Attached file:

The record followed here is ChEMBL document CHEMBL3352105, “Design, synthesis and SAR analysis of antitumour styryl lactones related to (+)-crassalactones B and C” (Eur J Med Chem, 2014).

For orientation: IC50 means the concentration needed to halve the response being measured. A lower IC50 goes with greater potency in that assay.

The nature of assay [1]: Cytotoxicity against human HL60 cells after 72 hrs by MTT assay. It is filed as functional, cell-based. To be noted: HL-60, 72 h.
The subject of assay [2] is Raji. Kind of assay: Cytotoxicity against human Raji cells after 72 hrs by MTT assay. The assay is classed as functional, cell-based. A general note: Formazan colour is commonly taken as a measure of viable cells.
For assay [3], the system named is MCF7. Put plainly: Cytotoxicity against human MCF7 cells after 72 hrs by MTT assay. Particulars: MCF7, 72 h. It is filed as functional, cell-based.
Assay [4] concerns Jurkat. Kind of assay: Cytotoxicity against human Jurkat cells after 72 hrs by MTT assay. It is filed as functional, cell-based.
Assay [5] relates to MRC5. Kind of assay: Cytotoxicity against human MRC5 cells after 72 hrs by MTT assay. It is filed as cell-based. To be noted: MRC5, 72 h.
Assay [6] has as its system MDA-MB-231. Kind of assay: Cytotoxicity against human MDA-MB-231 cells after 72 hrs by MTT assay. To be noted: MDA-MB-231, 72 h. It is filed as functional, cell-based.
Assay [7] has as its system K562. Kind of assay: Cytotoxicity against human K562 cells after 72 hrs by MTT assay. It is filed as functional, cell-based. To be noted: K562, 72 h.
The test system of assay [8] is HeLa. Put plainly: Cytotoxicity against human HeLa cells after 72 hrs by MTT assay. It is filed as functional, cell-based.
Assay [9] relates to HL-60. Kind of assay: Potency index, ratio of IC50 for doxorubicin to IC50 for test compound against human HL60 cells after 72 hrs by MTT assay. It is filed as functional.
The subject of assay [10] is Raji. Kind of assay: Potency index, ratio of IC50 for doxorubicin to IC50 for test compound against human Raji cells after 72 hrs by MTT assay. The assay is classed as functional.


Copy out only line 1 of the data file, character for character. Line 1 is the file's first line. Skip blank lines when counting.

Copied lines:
The record followed here is ChEMBL document CHEMBL3352105, “Design, synthesis and SAR analysis of antitumour styryl lactones related to (+)-crassalactones B and C” (Eur J Med Chem, 2014).